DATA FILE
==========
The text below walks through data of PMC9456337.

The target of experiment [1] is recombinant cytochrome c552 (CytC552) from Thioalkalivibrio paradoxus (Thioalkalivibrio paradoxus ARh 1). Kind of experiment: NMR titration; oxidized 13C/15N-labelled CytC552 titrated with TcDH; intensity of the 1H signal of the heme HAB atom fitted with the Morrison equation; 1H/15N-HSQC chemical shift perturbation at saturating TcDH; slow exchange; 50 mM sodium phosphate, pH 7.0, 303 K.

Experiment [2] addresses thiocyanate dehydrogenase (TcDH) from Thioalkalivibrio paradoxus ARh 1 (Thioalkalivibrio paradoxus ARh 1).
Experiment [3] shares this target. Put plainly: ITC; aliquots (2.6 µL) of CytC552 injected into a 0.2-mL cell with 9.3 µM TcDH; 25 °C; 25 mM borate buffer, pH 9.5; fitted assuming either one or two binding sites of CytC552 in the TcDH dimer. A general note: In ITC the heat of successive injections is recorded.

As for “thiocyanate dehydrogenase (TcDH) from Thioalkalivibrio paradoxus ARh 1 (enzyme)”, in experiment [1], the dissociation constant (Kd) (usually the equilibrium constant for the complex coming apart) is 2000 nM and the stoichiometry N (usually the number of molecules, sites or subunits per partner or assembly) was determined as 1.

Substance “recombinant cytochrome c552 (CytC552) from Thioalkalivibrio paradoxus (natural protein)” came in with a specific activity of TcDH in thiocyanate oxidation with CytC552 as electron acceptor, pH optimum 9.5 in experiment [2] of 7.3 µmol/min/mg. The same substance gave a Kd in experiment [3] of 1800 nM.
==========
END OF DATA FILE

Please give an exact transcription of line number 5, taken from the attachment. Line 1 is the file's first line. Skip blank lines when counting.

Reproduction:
As for “thiocyanate dehydrogenase (TcDH) from Thioalkalivibrio paradoxus ARh 1 (enzyme)”, in experiment [1], the dissociation constant (Kd) (usually the equilibrium constant for the complex coming apart) is 2000 nM and the stoichiometry N (usually the number of molecules, sites or subunits per partner or assembly) was determined as 1.